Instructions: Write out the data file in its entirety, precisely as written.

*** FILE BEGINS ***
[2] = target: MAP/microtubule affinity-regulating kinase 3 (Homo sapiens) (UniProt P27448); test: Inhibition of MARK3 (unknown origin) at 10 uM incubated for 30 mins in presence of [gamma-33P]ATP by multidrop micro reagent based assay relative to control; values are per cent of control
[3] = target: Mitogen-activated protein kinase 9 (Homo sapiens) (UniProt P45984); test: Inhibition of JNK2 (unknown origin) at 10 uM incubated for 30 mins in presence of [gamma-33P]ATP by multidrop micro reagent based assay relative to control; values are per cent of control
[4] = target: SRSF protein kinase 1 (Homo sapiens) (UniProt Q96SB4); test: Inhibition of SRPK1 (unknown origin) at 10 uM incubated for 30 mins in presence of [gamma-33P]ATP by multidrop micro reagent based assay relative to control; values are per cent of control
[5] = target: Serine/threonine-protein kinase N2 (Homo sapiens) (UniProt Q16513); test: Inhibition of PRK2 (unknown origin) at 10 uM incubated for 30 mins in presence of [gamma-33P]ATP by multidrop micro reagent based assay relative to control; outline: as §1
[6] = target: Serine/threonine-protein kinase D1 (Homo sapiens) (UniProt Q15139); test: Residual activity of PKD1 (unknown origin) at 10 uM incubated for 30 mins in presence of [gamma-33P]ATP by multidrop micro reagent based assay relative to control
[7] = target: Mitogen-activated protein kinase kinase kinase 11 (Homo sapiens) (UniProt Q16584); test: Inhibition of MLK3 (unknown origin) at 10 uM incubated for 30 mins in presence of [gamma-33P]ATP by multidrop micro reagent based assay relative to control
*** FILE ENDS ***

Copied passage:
[2] = target: MAP/microtubule affinity-regulating kinase 3 (Homo sapiens) (UniProt P27448); test: Inhibition of MARK3 (unknown origin) at 10 uM incubated for 30 mins in presence of [gamma-33P]ATP by multidrop micro reagent based assay relative to control; values are per cent of control
[3] = target: Mitogen-activated protein kinase 9 (Homo sapiens) (UniProt P45984); test: Inhibition of JNK2 (unknown origin) at 10 uM incubated for 30 mins in presence of [gamma-33P]ATP by multidrop micro reagent based assay relative to control; values are per cent of control
[4] = target: SRSF protein kinase 1 (Homo sapiens) (UniProt Q96SB4); test: Inhibition of SRPK1 (unknown origin) at 10 uM incubated for 30 mins in presence of [gamma-33P]ATP by multidrop micro reagent based assay relative to control; values are per cent of control
[5] = target: Serine/threonine-protein kinase N2 (Homo sapiens) (UniProt Q16513); test: Inhibition of PRK2 (unknown origin) at 10 uM incubated for 30 mins in presence of [gamma-33P]ATP by multidrop micro reagent based assay relative to control; outline: as §1
[6] = target: Serine/threonine-protein kinase D1 (Homo sapiens) (UniProt Q15139); test: Residual activity of PKD1 (unknown origin) at 10 uM incubated for 30 mins in presence of [gamma-33P]ATP by multidrop micro reagent based assay relative to control
[7] = target: Mitogen-activated protein kinase kinase kinase 11 (Homo sapiens) (UniProt Q16584); test: Inhibition of MLK3 (unknown origin) at 10 uM incubated for 30 mins in presence of [gamma-33P]ATP by multidrop micro reagent based assay relative to control